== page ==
The defendants object to that portion of Rattray's motion in limine seeking to exclude "[a]ny reference to or testimony from any persons to be called as a witness on the behalf of Defendants, including expert witnesses, if not previously identified and fully disclosed as required by the Federal Rules of Civil Procedure." Rattray asserts that, pursuant to Rule 26(a) of the Federal Rules of Civil Procedure, the defendants are under a duty to disclose and supplement prior discovery responses regarding the identity of each person to be called as a witness at trial and that failure to make such disclosure permits the court to enter an order prohibiting introduction of nondisclosed witnesses. Rattray does not assert, however, that there is any indication that the defendants intend to present testimony of witnesses who have not been properly disclosed. The defendants assert that they have identified their witnesses and that the parties are in the process of preparing their proposed final pretrial order (FPTO). They argue that, if Rattray has an objection to a particular witness, she must identify that objection in her portion of the proposed order, and specify the testimony to which she objects.
842*842 The court finds that this portion of Rattray's motion in limine is redundant of the requirements of the Federal Rules of Civil Procedure and the Final Pretrial Order. The court also finds that it is premature, in that there is no indication that there will be any witnesses that have not been properly disclosed. Thus, this portion of plaintiff Rattray's motion in limine will be denied as premature.
The defendants also object to the portion of Rattray's motion in limine seeking to exclude "[a]ny reference to any medical procedures undergone by Plaintiff which are not related to the unlawful strip search of the Plaintiff." In her brief, Rattray states the following in support of this portion of her motion in limine:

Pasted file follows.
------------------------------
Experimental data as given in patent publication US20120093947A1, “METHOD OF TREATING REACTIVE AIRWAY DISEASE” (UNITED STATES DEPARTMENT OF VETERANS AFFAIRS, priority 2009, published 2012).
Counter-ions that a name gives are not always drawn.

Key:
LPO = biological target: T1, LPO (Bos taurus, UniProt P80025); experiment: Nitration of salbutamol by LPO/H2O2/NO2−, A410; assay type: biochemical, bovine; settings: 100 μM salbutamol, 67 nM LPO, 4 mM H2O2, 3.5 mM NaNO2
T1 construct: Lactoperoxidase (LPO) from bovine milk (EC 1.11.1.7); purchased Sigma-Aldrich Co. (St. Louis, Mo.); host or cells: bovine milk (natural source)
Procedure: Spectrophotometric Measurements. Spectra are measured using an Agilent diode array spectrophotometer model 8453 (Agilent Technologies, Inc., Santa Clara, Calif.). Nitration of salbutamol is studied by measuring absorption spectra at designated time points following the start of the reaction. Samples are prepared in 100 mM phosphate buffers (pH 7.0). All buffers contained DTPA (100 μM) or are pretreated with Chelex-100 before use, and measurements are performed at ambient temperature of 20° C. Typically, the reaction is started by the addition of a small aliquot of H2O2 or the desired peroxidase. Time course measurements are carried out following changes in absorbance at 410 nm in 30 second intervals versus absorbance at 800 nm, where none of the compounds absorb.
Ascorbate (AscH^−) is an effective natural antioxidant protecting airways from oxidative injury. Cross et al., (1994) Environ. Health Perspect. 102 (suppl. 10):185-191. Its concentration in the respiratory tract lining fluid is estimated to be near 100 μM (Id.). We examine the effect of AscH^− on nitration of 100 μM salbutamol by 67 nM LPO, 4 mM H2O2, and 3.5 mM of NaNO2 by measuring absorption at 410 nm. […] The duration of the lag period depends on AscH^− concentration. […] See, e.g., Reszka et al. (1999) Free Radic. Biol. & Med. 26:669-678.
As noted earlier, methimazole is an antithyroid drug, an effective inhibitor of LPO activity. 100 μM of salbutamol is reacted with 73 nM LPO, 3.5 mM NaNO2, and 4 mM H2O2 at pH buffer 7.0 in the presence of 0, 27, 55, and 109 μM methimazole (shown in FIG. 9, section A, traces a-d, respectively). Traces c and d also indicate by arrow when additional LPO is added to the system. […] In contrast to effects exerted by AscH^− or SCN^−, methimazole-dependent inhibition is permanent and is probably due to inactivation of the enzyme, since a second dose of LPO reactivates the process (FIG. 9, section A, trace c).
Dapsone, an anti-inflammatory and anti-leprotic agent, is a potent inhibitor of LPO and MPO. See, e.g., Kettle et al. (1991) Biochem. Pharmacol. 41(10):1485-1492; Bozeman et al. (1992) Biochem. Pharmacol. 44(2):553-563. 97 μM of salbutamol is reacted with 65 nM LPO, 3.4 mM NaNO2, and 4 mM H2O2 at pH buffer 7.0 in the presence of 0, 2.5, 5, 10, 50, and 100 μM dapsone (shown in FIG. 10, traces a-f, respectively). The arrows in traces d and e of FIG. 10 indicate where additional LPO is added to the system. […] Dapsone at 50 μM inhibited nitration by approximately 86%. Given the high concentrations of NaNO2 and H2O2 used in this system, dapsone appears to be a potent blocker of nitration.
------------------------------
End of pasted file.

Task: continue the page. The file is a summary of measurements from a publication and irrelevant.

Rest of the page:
Counsel will discuss fully at the final pre-trial conference their concern regarding any reference to medical procedures undergone by the Plaintiff, which are not related to the wrongful strip search of the Plaintiff, as irrelevant and prejudicial. In this case, one such irrelevant procedure is very remote in time and also has the potential to be highly prejudicial. See Nichols v. American National Insurance Co., 154 F.3d 875, 885 (8th Cir.1998) (holding it was an abuse of discretion for the trial court to admit evidence.)
Rattray provides no further description of the kind of evidence at issue, nor does she attach any potential exhibits relating to it. The defendants argue that this portion of Rattray's motion in limine should be denied, to the extent that prior medical attention may be unrelated to Rattray's strip search, but nevertheless relevant to the potential cause or causes of the emotional distress from which she now claims to suffer.
Although it was, perhaps, appropriate for Rattray to alert the court to a possible evidentiary issue, her present motion in limine provides no basis for the court to resolve the question of the admissibility of any evidence of medical procedures unrelated to the strip search. For example, the court knows neither the nature nor the timing of the "medical procedures" at issue, let alone what emotional distress, if any, they may have caused Rattray. The failure to provide sufficient evidence for the court to determine the admissibility of challenged evidence pretrial is a chronic problem with motions in limine, in both civil and criminal cases. The court cannot read attorneys' minds nor is the court privy to discovery materials in either civil or criminal cases, so the parties must provide the court with sufficient information for the court to rule on the admissibility of challenged evidence. If an attorney believes that the information at issue in a motion in limine is sensitive, the attorney has the option to provide at least sufficient general description to provide the court with some idea of the evidence at issue, or better still, the attorney has the option to file the motion in limine and supporting information under seal. Rattray's counsel did neither in this case, leaving the court unable to rule on this portion of her motion in limine without powers of mental telepathy. Reserving the issue for full disclosure at the final pretrial conference, as Rattray did here, is problematic, because a magistrate judge presides over the final pretrial conference, but the undersigned, as the trial judge, rules on evidentiary matters.